Thursday, April 10, 2014

The Search for A Summer Camp to Match Your Child

Oh, summer camp. I loved summer camp as a kid! Every summer from the age of 8 or so, I would head of to an overnight camp for a week or two, and then my grandparents would pick me up for two weeks before my parents should pick me back up.

I loved overnight camp so much that I even went back and counselled for a few weeks after my summer job ended one year. And on a side note, counselling at camp is hard hard work! It's exhausting!

My brother on the other hand, hated summer camp. He tried day camp a few times, and I'm not sure that he ever finished the week out. It just really wasn't for him. Fortunately for him, our mom was a stay at home mom, and he was able to live out his summers in peace, playing with kids in the neighborhood.

Fast forward 25 years. Times have changed. Most families are dual income, and don't have the luxury of a parent staying at home. Which means that kids can't stay home on their own until responsible enough. And even if they did stay home, there aren't other neighbourhood kids for them to play with, because they are either away at camp or on holidays.  Even for families that have a parent at home, sending the kids to camp for a week is a nice and well deserved break!

Once my daughter became school aged, summer vacation became a mishmash of childcare, piecing together days that worked.  Vacation days for parents, grandparents stepping in, and... Summer camp.

Over the years, we have tried many different types of daycamp within our city. Art camp, karate camp, YMCA day camp, soccer camp, camp at the local university...  Some were great, others not. Many of these are not full day, and so you still need to figure out drop off and pick up. The art camp ended at 3:30. Luckily for me, I finished work at 3 at the time, but many people work later! The YMCA had a program that I could schedule days of camp instead of by the week, which worked really well for my bizarre work schedule.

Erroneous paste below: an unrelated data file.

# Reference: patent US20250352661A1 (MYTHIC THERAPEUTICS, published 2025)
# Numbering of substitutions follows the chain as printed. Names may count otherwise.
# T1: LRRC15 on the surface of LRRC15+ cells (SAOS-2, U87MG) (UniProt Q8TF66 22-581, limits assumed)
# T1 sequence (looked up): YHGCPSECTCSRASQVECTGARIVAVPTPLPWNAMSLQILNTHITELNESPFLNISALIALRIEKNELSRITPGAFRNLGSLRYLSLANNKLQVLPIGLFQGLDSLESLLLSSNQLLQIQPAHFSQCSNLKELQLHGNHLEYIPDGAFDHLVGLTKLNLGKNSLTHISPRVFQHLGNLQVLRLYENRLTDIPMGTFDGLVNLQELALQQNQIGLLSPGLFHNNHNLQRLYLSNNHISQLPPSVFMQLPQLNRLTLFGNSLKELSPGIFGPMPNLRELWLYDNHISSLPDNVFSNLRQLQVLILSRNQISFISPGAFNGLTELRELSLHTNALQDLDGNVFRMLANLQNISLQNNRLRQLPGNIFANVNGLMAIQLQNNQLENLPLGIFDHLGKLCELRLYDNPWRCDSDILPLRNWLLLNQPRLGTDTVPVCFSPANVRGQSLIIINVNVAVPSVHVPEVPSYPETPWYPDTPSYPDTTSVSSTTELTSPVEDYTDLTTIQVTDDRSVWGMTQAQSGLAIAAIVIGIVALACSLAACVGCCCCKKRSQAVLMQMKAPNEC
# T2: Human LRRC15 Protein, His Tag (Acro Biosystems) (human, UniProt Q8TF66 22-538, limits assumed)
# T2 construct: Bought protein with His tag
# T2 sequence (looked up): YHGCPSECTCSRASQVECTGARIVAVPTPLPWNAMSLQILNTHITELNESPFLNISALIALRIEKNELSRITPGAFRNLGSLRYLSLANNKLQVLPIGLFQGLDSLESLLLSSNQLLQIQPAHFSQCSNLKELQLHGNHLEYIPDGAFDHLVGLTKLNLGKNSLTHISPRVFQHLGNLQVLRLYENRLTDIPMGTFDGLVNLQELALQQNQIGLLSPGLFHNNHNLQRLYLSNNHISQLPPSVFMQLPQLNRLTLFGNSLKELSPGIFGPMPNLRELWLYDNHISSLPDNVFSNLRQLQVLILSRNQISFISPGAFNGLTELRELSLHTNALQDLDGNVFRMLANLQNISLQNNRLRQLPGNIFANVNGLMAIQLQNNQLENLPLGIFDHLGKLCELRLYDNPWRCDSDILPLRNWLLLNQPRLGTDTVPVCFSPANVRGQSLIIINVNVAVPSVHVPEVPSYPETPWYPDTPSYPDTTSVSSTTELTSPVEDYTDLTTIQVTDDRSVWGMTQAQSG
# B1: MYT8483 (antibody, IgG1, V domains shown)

Here I am again, at the beginning of April, finalizing summer camp plans. Although our daughter is old enough to stay home on her own, and has even just begun babysitting, I don't want her home alone all summer. Last year, we did two weeks of sleepaway camp, two weeks of day camp, and four weeks at home. During the weeks at home I tried to adjust my schedule so I was home more.

The day camp she went to last year is one she has been attending for 5 years, but she doesn't want to go back this year as she feels too old for it. She's one year too young for the LIT leaders in training program at the YMCA. And so I'm back on the hunt again for daycamps that fit her personality, fit out schedule, are affordable, and that we can get to on public transit for the days my husband is called out of town with our one family vehicle. Sigh.

Here are my tips for finding a good day camp!

1) Ask friends, family, neighbors and acquaintances about camps!

We recently found out about a basketball camp through friends that our daughter plays basketball with! Unfortunately she is already booked that week for overnight camp, but I have written it down as a possibility for next year!

2) Check your local paper for camp advertisements.

It was from a paper ad that we find out about the art camp.

3) Check your local sports complexes, and the city/township.

Most YMCAs have programming, and often cities hire camp counselors to run programs as well.

4) Check your colleges and universities.

By looking into daycamps offered by our local educational institutions, I found a computer programming daycamp that I've registered our daughter into this summer.

5) Have your child go with a friend.

I'm still on the lookout for one more week of camp this summer, but I've let some of her friends and their parents know this.  I'm hoping that a camp comes along that might be a little bit out of her comfort zone that she'd be willing to attend if a friend went along with her.  By going with a friend, you can arrange carpooling too!

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